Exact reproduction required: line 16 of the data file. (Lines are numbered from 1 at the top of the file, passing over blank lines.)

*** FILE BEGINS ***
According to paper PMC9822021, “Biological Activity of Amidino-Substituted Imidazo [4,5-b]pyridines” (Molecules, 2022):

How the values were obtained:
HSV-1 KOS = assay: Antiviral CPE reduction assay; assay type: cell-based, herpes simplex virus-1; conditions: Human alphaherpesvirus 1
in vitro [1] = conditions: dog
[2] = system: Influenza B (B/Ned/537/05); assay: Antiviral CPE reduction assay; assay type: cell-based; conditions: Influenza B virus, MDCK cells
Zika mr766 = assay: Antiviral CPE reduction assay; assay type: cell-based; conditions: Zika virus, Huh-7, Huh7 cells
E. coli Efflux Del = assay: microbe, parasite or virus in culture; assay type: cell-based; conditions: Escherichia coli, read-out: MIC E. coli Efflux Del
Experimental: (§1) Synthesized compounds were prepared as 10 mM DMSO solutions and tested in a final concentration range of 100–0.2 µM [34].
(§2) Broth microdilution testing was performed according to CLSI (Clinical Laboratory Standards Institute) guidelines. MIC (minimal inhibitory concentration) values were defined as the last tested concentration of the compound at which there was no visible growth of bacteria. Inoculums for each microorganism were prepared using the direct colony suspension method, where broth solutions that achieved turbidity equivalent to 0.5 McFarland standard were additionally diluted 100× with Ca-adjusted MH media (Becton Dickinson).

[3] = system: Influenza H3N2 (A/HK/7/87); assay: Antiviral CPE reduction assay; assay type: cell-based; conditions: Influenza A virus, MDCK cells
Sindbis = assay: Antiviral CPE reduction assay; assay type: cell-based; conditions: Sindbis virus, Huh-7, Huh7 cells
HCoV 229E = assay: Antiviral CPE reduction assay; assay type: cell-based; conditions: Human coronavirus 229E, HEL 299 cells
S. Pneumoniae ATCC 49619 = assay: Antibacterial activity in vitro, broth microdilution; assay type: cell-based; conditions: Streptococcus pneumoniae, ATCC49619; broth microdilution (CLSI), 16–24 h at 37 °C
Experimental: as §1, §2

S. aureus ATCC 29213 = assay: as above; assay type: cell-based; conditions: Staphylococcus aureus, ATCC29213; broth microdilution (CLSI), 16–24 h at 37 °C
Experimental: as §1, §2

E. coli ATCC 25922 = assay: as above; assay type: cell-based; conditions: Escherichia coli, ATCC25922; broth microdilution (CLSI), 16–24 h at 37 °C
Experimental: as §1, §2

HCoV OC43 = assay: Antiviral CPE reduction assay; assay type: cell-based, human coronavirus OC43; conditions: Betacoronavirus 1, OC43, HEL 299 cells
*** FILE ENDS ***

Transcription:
Experimental: as §1, §2